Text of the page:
Like most scientists, I like solving puzzles. And there has always been something puzzling to me about oxygen. Oxygen is the lifeblood of living organisms. And although we need it to survive, too much can be toxic. For years, my colleagues and I studied how cells sense and adapt to oxygen availability. This puzzle was complicated, like most basic research. But we kept at it, knowing it was only a matter of time before we broke through and learned enough to translate our discoveries to help patients.

And we were right. Today, our findings have implications for treating a variety of diseases, including anemia, heart attacks, strokes—and cancer. When I won the Nobel Prize for that research, I was thrilled—thrilled that our efforts were now helping patients, thrilled for all of my mentors, trainees, and collaborators over the years who made the work possible, and thrilled to celebrate this moment with people who mean so much to me.

I also share this honor with my late wife, Carolyn.

Carolyn was a Dana-Farber faculty member and the founding director of the Comprehensive Breast Health Center at Brigham and Women’s Hospital. Her patients loved her, because she was the type of doctor who would call her patients back after she put the children to bed—even if it was 10:00 pm.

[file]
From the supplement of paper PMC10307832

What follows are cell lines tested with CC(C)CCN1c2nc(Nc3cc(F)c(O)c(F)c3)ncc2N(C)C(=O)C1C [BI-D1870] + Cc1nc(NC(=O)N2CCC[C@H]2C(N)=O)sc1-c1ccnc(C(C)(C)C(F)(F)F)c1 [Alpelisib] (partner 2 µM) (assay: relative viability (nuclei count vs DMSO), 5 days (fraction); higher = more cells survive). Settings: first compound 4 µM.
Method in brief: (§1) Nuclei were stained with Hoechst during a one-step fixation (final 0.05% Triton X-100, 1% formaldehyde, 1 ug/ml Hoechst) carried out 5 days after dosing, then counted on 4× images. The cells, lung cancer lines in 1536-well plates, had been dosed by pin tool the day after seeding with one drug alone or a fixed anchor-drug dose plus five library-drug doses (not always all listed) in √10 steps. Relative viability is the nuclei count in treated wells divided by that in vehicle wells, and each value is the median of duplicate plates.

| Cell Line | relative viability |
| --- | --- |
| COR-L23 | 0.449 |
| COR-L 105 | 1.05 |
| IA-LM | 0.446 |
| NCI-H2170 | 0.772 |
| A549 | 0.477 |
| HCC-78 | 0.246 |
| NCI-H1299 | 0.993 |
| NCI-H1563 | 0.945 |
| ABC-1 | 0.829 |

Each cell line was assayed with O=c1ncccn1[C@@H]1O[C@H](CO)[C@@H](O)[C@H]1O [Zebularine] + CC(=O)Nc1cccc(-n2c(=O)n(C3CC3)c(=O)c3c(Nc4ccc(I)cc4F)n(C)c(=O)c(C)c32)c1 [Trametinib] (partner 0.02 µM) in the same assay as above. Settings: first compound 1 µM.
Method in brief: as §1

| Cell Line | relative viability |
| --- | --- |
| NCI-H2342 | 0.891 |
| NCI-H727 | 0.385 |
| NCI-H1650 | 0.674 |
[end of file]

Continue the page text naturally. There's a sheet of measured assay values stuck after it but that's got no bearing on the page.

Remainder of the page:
Then, this leader in the treatment of breast cancer—was diagnosed with breast cancer. Through her treatment, Carolyn continued her research and advocacy for patients and spent time with our two children.

In 2010, Carolyn was diagnosed with glioblastoma, the deadliest of brain cancers, unrelated to her previous breast cancer. She passed away in 2015. She was a pioneer, my partner, my hero, my inspiration … and my best friend.

Her determination continues to inspire me. Because determination is what it takes to solve the hardest puzzles—ones we continue to tackle every day at Dana-Farber. Today, we are close to many breakthroughs in cancer treatment. They will happen. With persistence, vision, and the power of a diverse ecosystem of collaborators, we will get there. You can find all of that here at Dana-Farber, a place I’m happy to call home.

— William G. Kaelin Jr., MD
Nobel Laureate in Medicine, 2019
Researcher, Dana-Farber Cancer Institute
Sidney Farber Professor of Medicine, Harvard Medical School

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3 Lasker Awards
1 Laurie H. Glimcher, MD, President and CEO, named No. 1 on the Commonwealth Institute and The Boston Globe Magazine's list of the top 100 women-led business in Massachusetts.
21 National Academy of Medicine members
13 National Academy of Sciences members
12 American Academy of Arts and Sciences members
2 Nobel Prize Winners
15 National Cancer Institute Outstanding Investigators